• 19. XML Storage in a data centric model  Stored in database (typically an RDBMS)  One may want to extract data from a database as XML, store XML into a database or both  Primary choices for retrieving data  Middleware components  XML-enabled databases
  • 20. Middleware components  Could be full blown application or an API.  Different strategies used  ADO – same API for XML & SQL access.  jxTransformer – custom queries used to specify how the results of a SQL query should be converted to XML.  DatabaseDOM - user created template file contains the SQL to XML mappings for the SQL query results.  DB2XML - default mapping of SQL results to XML data exists that cannot be altered by the user
  • 21. Sample jxTransformer Query  SQL SELECT EmployeeID, FirstName, LastName, Title, HireDate, Salary FROM Employees e WHERE HireDate >= {d ’2000-01-01’}  jxTransformer custom query xml_document( xml_element(’result’, SELECT xml_element(’Employees_Info’ xml_attribute(’ID’, e.EmployeeID), xml_element(’name’, xml_element(’first’, e.FirstName), xml_element(’last’, e.LastName) ), xml_element(’title’, e.Title), xml_element(’hiredate’, e.HireDate), xml_element(’salary’, e.Salary) ) FROM EMPLOYEES e WHERE e.HireDate >= {d ’2000-01-01’} ) )
  • 22. Sample DatabaseDOM template <XMLDATABASEMAP> <TEMPLATE> <EMPLOYEE_LIST> <EMPLOYEE NO="EMPNO" GENDER="SEX"> <NAME> <FIRST>FIRSTNME</FIRST> <MIDDLE_INITIAL>MIDINIT</MIDDLE_INITIAL> <LAST>LASTNAME</LAST> </NAME> </EMPLOYEE> </EMPLOYEE_LIST> </TEMPLATE> <DATABASE> <MAXRETURNROWS>1000</MAXRETURNROWS> <JDBC> <URL>jdbc:db2:sample</URL> <DRIVER>COM.ibm.db2.jdbc.app.DB2Driver</DRIVER> </JDBC> <USERID>paul</USERID> <PASSWORD>XXXXXX</PASSWORD> <TABLE>EMPLOYEE</TABLE> <SCHEMA>PAUL</SCHEMA> </DATABASE> </XMLDATABASEMAP>
  • 23. XML-enabled databases  An XML-enabled database understands how to convert data to XML and back  Big 3 RDBMS vendors all have different XML strategies.
  • 24. XML and DB2  Uses DB2 Extender to add XML support  Can store an entire XML document and its DTD as a user-defined column of an xml type  XMLCLOB  XMLVARCHAR  XMLFile  Option to shred the document into multiple tables and columns also available.  XML data can be queried with syntax that is compliant with W3C XPath recommendation.  Updating of XML data is also possible using stored procedures.
  • 25. SAMPLE DB2 XML EXTENDER TABLE AND QUERY  TABLE TABLE mail_user user_name VARCHAR(20) NOT NULL PRIMARY KEY passwd VARCHAR(10) mailbox XMLVARCHAR  QUERY SELECT user_name FROM mail_user WHERE extractVarchar(mailbox,"/Mailbox/Inbox/Email/Subject") LIKE "%XML%"
  • 26. XML and Oracle 9i  XML documents can be stored as whole documents in user-defined columns of type XMLType or CLOB/BLOB  Shredded documents can be reconstituted using the XML SQL Utility.  Querying XML possible via two means  Oracle Text (CONTAINS & WITHIN clauses in SQL) for BLOB or VARCHAR2 columns  XMLType columns can be queried via extract() and existsNode() functions which use XPath.  Relational views of XML data possible.
  • 27. SAMPLE ORACLE 9i TABLE AND QUERY  TABLE CREATE TABLE mail_user( user_name VARCHAR2(20), passwd VARCHAR2(10), mailbox SYS.XMLTYPE );  QUERY SELECT user_name FROM mail_user m WHERE m.mailbox.extract('/Mailbox/Inbox/Email/Subject/text( )').getStringVal() like '%XML%'
  • 28. XML and SQL Server  XML can be retrieved from relational rows using FOR XML clause in SQL  RAW  AUTO  EXPLICIT  XML views of relational data possible.  Specified using XSD files for mapping  Queried using XPath
  • 29. XML Storage in a document centric model  Stored in a content management system  A content management system typically consists of a repository that stores a variety of XML documents, an editor and an engine that provides one or more of the following features  version, revison and access control  ability to reuse documents in different formats  collaboration  web publishing facilities  support for a variety of text editors (e.g. Microsoft Word, Adobe Framemaker, etc)  indexing and search capabilities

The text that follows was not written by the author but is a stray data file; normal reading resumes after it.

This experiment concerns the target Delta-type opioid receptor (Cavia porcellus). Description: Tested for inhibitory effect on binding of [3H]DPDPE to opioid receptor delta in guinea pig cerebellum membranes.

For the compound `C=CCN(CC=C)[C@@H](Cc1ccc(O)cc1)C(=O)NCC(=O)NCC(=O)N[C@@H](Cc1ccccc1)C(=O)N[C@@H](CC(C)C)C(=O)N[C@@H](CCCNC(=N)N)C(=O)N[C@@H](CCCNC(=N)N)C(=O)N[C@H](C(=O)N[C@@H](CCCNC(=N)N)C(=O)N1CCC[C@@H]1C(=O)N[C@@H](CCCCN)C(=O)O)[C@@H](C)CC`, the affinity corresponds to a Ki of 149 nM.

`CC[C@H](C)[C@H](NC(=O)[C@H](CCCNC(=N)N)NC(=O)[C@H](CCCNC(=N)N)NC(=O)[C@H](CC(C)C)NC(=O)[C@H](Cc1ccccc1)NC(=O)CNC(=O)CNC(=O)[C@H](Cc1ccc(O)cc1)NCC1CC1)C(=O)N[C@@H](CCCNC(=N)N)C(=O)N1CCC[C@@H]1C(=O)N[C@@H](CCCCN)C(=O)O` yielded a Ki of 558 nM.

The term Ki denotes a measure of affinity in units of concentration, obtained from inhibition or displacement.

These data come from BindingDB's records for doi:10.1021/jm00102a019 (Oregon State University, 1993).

• 30. XML Storage in a Hybrid Model  Where both data-centric and document-centric models are in use best choice is native XML database.  A native XML database is a database that has an XML document as its fundamental (logical) unit of storage and defines a (logical) model for an XML document, as opposed to the data in that document, and stores and retrieves documents according to that model.  At a minimum, the model must include elements, attributes, PCDATA, and document order.
  • 31. Tamino – a commercial native XML database  Created by Software AG.  Features  Storage & retrieval of XML documents  Storage & retrieval relational data  Interfacing with external applications and data sources.  Transactional (ACID properties)  Querying via X-Query (based on XPath NOT XQuery)  Indexing  GUI tools  Web based administration  Schema editor  Interactive query interface
  • 32. Tamino Schemas  Schemas in Tamino are DTD-based and are mainly used as a way to describe how the XML data should be indexed  Document storage choices  Specify a pre-existing DTD which is then converted to a Tamino schema,  store a well-formed XML document without a schema which means that default indexing ensues  Create a schema from scratch for the XML document being stored  Schemas are also used as a way to specify data types which is important for type based operations during querying (e.g. numeric ops)
  • 33. Tamino and SQL  Tamino ships with a SQL engine  Schemas can be used to creating mappings from SQL to XML  XML can be retrieved from RDBMS sources either internal (SQL engine) or external  Schemas can also be used to represent joins across different document types (which could mean different data sources)
  • 34. Tamino programming support  APIs available for accessing XML store from both Java and Microsoft's Jscript  C programmers can interact with the SQL engine using the SQL precompiler  ODBC, OLE DB and JDBC clients can communicate with SQL Engine  X-Tensions framework allows developers to extend the functionality of Tamino by using C++ COM objects or Java objects
  • 35. dbXML – an Open Source native XML database  Created by the dbXML group.  Lightweight and modular  Can easily be embedded in applications  XML Documents arranged in hierarchical filesystem-like manner.  Querying via XPath.  Indexing support but no transactions or schemas.  Command line administration tools
  • 36. dbXML programming support  Written in Java and has implementation of XML:DB initatives XML Database API.  Exposes CORBA API to enable access from any language with CORBA bindings.
  • 37. Conclusion  Paper on this topic:  http://www.25hoursaday.com/StoringAndQueryingXML.html  Missed Opportunities  eXcelon  Questions???